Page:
[Flixist community member dj-anon is starting a new series taking a look at movies about Japanese society and culture, called Nihonjinron. Check it out and let him know what you think!]
Part 1: Non-japanese Films about Japan
This will be a series of articles that will explore Japan. Or, as it is more suitable for this website, an exploration of Japan, its society and its culture, through its cinema.
Currently, just behind India, Nigeria (seriously) and the U.S.A., Japan is the country that produces the most films(1), in average, per year. Not only it doubles in quantity traditional filmmaking nations like France and Italy, but its range, diversity and versatility, creates experiences that can be cataloged as unmistakably Japanese, and as such, it creates an important anthropological window to the Japanese mindset.
However, these series won’t focus on its ancient culture; not even the pre-WWII or its immediate posterior years. Nihonjinron will centralize its attention on the contemporary Japan.
The series takes its name from a philosophical concept, applied to, and extracted from social behavior, called Nihonjinron, which is the study of the Japanese society and its uniqueness; a thing the proliferation of anime and the immediateness of the internet has let the world witness. That is why before dwelling into their cinema, we will look first at films about Japan, by non-japanese filmmakers, like an introduction in third person view.
Nihonjinron theory marks an intentional, even if subconscious, search for uniqueness. Naturally, the most radical and peculiar examples arrive to our news stations and social media(2). Cherry Blossoms, the best possible way to start this series, possesses the proper ingredients: a person with a fascination with Japan and a travel to Tokyo and mount Fuji.
After Rudi arrives to Tokyo, knowing no Japanese, he wanders around the imposing metropolis, and Doris Dorrie, writer and director of the film, wastes no time to assault our senses with exotic, depraved and sublime imagery.
When it comes to contemporary Japanese culture, western TV and films thrive on a morbid display of Tokyo, creating tabloid-worthy documentaries and reports of the city and its people. Almost all of these works fall for the –Tokyo consists of Akihabara and Roppongi– trope.
Akihabara(3) is the otaku capital of the world. All the supplies and hang outs, for those of this subculture, can be found in this district: maid cafes(4), idol shows, anime conventions, electronics stores, cosplay parties, arcades… It is a section of the city that has markedly seen the evolution of its culture, and technological development, even registering a tragedy in 2008 with the Akihabara Massacre(5).
Roppongi acts as the hub for expatriates; hoarding hotels, discos, bars, and “gentlemen” oriented businesses: whether you are looking for mere company, to watching naked bodies, to happy endings, Roppongi provides it.
There is a tint of irony, when the zone that is often flailed around as the showcase for Japanese extravagance is a place highly targeted to foreigners… although the real deal happens in Kabukichou(6).
Back to the film, Rudi experiences all of this first hand: he ogles a tentacle porn manga, stares confusedly at the street signs, advertising all sorts of establishments, the sounds of pachinko and arcade galleries and discos overwhelm him and ends up getting a soap bath by two Japanese women with atrociously crooked teeth. Then, the film proceeds by the book to showcase cherry blossom gardens, parks, traditional Japanese inns and pretty shots of mount Fuji.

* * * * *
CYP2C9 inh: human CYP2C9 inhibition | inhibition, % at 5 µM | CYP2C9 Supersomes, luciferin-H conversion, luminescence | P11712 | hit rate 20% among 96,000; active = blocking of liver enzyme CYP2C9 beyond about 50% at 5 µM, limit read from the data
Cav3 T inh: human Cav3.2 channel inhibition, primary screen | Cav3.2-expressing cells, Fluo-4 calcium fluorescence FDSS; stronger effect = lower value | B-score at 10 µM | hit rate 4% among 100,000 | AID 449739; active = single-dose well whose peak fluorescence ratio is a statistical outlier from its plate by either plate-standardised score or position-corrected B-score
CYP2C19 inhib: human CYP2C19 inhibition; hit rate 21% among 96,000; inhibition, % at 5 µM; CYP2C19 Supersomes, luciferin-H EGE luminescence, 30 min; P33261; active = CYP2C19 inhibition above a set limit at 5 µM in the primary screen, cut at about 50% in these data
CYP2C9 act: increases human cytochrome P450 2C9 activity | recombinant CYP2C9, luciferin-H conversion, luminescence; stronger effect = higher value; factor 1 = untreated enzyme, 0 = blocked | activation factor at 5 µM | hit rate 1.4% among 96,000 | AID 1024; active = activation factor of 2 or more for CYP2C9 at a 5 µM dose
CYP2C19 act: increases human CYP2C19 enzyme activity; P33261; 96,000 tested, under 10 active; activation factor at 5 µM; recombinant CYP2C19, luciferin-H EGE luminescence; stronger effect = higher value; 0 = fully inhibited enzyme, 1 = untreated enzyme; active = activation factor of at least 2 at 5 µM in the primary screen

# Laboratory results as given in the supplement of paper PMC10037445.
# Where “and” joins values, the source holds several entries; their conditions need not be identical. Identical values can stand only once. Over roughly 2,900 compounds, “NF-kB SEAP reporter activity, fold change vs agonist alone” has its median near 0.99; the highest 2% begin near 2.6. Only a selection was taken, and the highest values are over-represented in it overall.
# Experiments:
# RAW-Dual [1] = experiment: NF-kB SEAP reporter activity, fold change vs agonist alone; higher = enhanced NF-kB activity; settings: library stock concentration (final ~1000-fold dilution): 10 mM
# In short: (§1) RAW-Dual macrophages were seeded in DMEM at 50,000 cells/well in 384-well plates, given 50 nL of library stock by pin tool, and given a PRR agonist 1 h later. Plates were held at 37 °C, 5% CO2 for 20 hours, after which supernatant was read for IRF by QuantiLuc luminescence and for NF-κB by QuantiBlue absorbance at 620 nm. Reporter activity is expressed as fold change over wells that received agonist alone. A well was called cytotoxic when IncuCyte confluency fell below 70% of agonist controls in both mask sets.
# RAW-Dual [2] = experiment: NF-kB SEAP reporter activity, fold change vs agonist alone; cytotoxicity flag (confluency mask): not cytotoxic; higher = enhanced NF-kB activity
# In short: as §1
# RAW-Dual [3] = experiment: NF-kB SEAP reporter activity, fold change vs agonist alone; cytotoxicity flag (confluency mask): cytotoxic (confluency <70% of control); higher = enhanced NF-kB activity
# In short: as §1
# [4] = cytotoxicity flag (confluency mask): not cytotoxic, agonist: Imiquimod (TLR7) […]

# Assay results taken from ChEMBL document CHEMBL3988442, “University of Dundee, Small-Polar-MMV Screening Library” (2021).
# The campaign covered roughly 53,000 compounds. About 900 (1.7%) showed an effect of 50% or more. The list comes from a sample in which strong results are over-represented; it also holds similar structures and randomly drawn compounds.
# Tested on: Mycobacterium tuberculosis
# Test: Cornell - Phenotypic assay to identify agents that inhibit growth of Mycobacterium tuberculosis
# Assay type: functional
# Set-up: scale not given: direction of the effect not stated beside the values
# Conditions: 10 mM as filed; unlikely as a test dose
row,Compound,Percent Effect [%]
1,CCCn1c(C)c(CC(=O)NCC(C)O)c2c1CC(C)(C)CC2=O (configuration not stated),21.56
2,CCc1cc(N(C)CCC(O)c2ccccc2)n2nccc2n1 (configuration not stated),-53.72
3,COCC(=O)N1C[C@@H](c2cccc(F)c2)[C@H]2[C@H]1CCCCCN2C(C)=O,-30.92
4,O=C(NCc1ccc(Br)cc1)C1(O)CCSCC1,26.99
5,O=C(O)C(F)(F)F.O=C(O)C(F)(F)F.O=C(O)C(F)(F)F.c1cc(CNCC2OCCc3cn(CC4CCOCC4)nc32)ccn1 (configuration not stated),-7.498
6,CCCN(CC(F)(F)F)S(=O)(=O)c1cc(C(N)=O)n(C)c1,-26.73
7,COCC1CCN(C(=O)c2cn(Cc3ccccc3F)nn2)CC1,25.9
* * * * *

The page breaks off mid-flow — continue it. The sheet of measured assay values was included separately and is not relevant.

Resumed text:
The movie, ultimately, is an uneven product, with honest intentions. Its story about the disconnection between adults and their elderly parents, the importance of a companion in life, and the always present possibility of new experiences and meaningful connections, award the viewer with a sweet, emotional, life encompassing experience. Despite its Hollywood-esque portrayal of a distant culture, Cherry Blossoms is capable of creating a lasting impression through image and story.
Angela is bored with life, with her surroundings, with the day-to-day; so when she receives an invitation to Japan, she accepts automatically. She ends up as a hostess at a club in Roppongi, serving as a gorgeous companion for Japanese businessmen.
Unlike Cherry Blossoms, which was more of a slideshow of Japan, Stratosphere Girl allows the viewers to immerse themselves in the concrete jungle of Tokyo; and even if it limits itself to a sole certain zone of the city, the intricacies of the rhythm, flow and pace of Tokyo are shown with a lot more detail. From the maze like corridors the trains use within the city, to the small apartments, to the ever busy streets and relentless roads.
It successfully shows Tokyo as a city of humans, rather than one filled with Japanese. And it becomes a Japanese city by carefully showing the nuances that make Tokyo different from those of other cultures.
It also treads subtly around the psychology of Japanese men and the nature of their sexual entertainment, seamlessly introducing the concept of Japanese corporate culture(7). Plus, it hands us a backstage pass to the distinct Roppongi hostess underworld. Through the eyes of Angela, we experience the sudden change from a little anonymous town, to an incognito life in the largest city of the planet, feeling as lost, insignificant, and as marveled as the protagonist herself.
Two movies that will correctly set the mood, like a teaser of what is to come, as we dwell deeper. Rather than a top 10, or a best of, or just sparse reviews, Nihonjinron is a focused inspection of the aspects of the Nippon world, as we observe the Japanese through their food, their family construct, their approach to celebrities and their vision on fear and the avant-garde, each subject accompanied by fitting films that share a naked reality via the sensibilities and thoughts of their filmmakers.